I watched the royal wedding. And I loved it.

I’m supposed to write about the wedding of prince Harry and Meghan Markle being a disgusting display of opulence by a bludging waste-of-space family whose titles are both affronting and anachronistic.

It was. They are. Yet I am caught up in it.

For a brief escape from the small agonies of existence we daily endure, there is nothing like it. Here is a world turned so thoroughly upside down that, for a fleeting moment, you can believe in magic and fairly tales. 

The first signal that I could not resist the Windsor spectacular came in early May. Our princess-to-be, Miss Meghan, was revealed as having an estranged, and probably evil, half brother who exhorted Harry not to go through with the ceremony.

Meghan is “a jaded, shallow, conceited woman that will make a joke of you and the royal family heritage”, Thomas Markle Junior wrote in an open letter to the prince. “You and the royal family should put an end to this fake fairytale wedding before it’s too late.”

Shallowness and conceit as qualities antithetical to royalty? Oh, capital, Mr Markle. Such earnestness and naivety could only be prelude to much greater fantasies of establishment royal watchers come the main event.

I watch with my mum. She’s a republican, but wants to see Meghan’s dress. Neither of us knows why. But here we are, slobbing on the couch with a diminishing portion of Cadbury Snack chocolate on the coffee table in front of us. 

Mum flicks through the channels searching for the best angle; we settle on the ABC with hosts Jeremy Fernandez, Annabel Crabb and “famed royal correspondent” Jennie Bond. The commentary does not disappoint.

Journalist Lisa Millar is inside the walls of Windsor with the select group of commoners granted access on the proviso they brought their own lunch. “These are the people who are charity workers, they’re volunteers, they’ve done something a bit special to give them an invitation”, Millar reports. 

“I had to have a laugh to myself … because there’s a queue for the toilets here that must be about 50 people deep”, she confides. “So even here at Windsor Castle, these guests – the members of the public, the 1,200 who’ve been waiting here now for four hours – have been queuing for the toilets.” 

Crabb asks if there have been murmurs among the throng about bringing their own lunch.

“They’ve all complied. Happily!” Millar seems eager to confirm that no-one has caused embarrassment during this hilarious lavatory shortage. 

“They didn’t mind at all”, she continues, unprompted. “They are honestly so thrilled to be here! So they didn’t mind having to pack their own sangas and bottles of water.”

A fairy tale is unfolding before our very eyes: The commoners are thrilled. The commoners are happy. They’ve all complied. All bodies move to their rightful place, as predicted by Aristotle and held to be true in medieval times (where the royal family is from).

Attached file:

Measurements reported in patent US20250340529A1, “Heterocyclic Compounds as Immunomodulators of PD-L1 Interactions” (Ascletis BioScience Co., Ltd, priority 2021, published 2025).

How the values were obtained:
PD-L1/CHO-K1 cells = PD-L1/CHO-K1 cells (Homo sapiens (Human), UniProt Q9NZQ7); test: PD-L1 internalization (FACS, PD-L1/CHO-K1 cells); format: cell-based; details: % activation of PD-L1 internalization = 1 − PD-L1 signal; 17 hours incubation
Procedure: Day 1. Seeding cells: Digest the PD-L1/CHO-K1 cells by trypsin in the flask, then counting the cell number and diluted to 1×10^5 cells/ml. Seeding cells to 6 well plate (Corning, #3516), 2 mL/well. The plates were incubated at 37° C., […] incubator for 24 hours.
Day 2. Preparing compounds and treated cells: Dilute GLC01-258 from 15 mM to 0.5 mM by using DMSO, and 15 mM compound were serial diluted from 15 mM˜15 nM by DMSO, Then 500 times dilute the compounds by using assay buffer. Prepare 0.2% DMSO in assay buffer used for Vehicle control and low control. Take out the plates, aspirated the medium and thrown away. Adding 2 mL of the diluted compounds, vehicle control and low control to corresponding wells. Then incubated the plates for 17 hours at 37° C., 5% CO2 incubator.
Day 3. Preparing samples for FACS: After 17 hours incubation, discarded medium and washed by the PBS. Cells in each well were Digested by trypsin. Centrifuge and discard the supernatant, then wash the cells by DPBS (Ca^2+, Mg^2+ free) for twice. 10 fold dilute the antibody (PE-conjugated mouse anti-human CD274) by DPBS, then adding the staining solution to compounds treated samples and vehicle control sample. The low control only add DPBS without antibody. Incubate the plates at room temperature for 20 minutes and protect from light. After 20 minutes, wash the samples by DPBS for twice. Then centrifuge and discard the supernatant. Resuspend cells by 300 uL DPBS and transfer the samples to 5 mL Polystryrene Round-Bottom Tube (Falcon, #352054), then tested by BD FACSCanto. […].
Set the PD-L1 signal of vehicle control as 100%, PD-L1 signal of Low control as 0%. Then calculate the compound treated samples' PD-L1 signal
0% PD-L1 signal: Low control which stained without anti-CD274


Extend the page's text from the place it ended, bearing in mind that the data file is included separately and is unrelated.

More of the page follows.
And, so far as we know, no-one shat their daks in an episode that, had it transpired across the way in St George’s Chapel, would have been etched into the marble of royal history as “Bog-gate”. An indelible stain, on the monarchy and on countless undergarments, has been avoided. I am transfixed. 

There’s much talk about the “star quotient” being above average at this event. So we don’t dwell on the rabble.

Everyone with a proper invite is an inspiration and role model. It’s a small miracle they maintain multi-million dollar fortunes given their arduous and endless regiment of charity work. How on earth does George Clooney do it? Magic. And moisturiser.

Prince Harry’s troubled years – when he dressed up as a Nazi at parties, was admitted to rehab for having a spliff and a drink, and “became known to the world as the fun and charming prince” (according to associate editor of Fashion Magazine Meghan McKenna) – thankfully are behind him. 

He has since done penance by dancing with Black commoners in Commonwealth countries and being a war hero in Afghanistan. There’s lots of footage of cheeky chops Harry running to his Apache helicopter. I anticipate a pre-record of Millar embedded in Uruzgan Province relating testaments of happiness from Pashtun farmers. “They are so thrilled! They all complied ...”. But there’s clearly no time. 

Over on the BBC’s live stream, an announcer is speaking in hushed excitement like a tennis commentator at server’s end on set point. “I’ve just been told that the queen is wearing a coat and dress by Stewart Parvin. It’s a lime, lemon, purple and grey printed silk coat and dress. The hat is by Angela Kelly. But it will make quite a statement too …”

This is the magic I’ve been waiting for, the magic we all need: a talking hat. What will it say? Again we’re cut short. The bride is coming.

“It’s always a difficult moment, isn’t it? Getting out of the car”, Jennie Bond says as Miss Markle exits the Rolls Royce. This is a moment to which we all can relate.

But who would have guessed the French dressmaker? Not the bookies. “There are traditions being challenged all over the place here”, says Fernandez. 

I can’t follow what they are, these challenged traditions. There’s an African American preacher delivering platitudes in the Quire. But this is a fool’s challenge. The standing of the monarchy will be strengthened inordinately by his presence. Behold! Multicultural feudalism. #It’sTime.

Soon the vows are exchanged and I’m exhausted. The message conveyed in this fairy tale – that these people are better than us, and more deserving – has overridden the moment of escapism. 

After just an hour of the topsy-turvy world of make believe, the small agonies of existence are more appealing. At least they are real. I feel like I’ve had enough choreographed fakery to last a lifetime. Or until the Oscars.